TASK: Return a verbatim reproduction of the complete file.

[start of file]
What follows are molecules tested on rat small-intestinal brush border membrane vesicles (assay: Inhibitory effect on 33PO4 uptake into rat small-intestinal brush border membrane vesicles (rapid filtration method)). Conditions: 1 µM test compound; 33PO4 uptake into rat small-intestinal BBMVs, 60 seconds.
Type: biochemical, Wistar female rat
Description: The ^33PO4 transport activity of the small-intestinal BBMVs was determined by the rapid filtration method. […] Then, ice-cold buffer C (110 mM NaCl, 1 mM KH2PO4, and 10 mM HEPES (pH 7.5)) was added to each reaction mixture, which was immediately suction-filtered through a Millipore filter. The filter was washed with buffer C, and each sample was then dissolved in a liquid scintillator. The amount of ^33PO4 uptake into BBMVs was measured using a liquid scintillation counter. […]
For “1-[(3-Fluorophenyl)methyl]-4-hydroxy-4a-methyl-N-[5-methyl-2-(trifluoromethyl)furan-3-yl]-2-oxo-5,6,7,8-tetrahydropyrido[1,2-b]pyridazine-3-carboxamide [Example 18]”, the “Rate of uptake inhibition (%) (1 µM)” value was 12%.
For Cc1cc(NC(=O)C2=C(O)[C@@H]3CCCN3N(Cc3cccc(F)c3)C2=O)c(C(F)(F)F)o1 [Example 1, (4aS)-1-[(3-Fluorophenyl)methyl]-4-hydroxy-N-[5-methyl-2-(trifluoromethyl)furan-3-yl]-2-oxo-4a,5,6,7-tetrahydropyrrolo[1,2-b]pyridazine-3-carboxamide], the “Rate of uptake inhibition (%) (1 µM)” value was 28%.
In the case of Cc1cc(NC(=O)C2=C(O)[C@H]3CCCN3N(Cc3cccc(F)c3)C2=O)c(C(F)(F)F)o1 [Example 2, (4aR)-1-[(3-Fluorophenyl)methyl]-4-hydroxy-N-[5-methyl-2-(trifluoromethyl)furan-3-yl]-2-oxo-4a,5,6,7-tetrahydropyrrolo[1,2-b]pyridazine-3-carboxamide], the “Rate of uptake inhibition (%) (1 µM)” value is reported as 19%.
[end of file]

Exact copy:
What follows are molecules tested on rat small-intestinal brush border membrane vesicles (assay: Inhibitory effect on 33PO4 uptake into rat small-intestinal brush border membrane vesicles (rapid filtration method)). Conditions: 1 µM test compound; 33PO4 uptake into rat small-intestinal BBMVs, 60 seconds.
Type: biochemical, Wistar female rat
Description: The ^33PO4 transport activity of the small-intestinal BBMVs was determined by the rapid filtration method. […] Then, ice-cold buffer C (110 mM NaCl, 1 mM KH2PO4, and 10 mM HEPES (pH 7.5)) was added to each reaction mixture, which was immediately suction-filtered through a Millipore filter. The filter was washed with buffer C, and each sample was then dissolved in a liquid scintillator. The amount of ^33PO4 uptake into BBMVs was measured using a liquid scintillation counter. […]
For “1-[(3-Fluorophenyl)methyl]-4-hydroxy-4a-methyl-N-[5-methyl-2-(trifluoromethyl)furan-3-yl]-2-oxo-5,6,7,8-tetrahydropyrido[1,2-b]pyridazine-3-carboxamide [Example 18]”, the “Rate of uptake inhibition (%) (1 µM)” value was 12%.
For Cc1cc(NC(=O)C2=C(O)[C@@H]3CCCN3N(Cc3cccc(F)c3)C2=O)c(C(F)(F)F)o1 [Example 1, (4aS)-1-[(3-Fluorophenyl)methyl]-4-hydroxy-N-[5-methyl-2-(trifluoromethyl)furan-3-yl]-2-oxo-4a,5,6,7-tetrahydropyrrolo[1,2-b]pyridazine-3-carboxamide], the “Rate of uptake inhibition (%) (1 µM)” value was 28%.
In the case of Cc1cc(NC(=O)C2=C(O)[C@H]3CCCN3N(Cc3cccc(F)c3)C2=O)c(C(F)(F)F)o1 [Example 2, (4aR)-1-[(3-Fluorophenyl)methyl]-4-hydroxy-N-[5-methyl-2-(trifluoromethyl)furan-3-yl]-2-oxo-4a,5,6,7-tetrahydropyrrolo[1,2-b]pyridazine-3-carboxamide], the “Rate of uptake inhibition (%) (1 µM)” value is reported as 19%.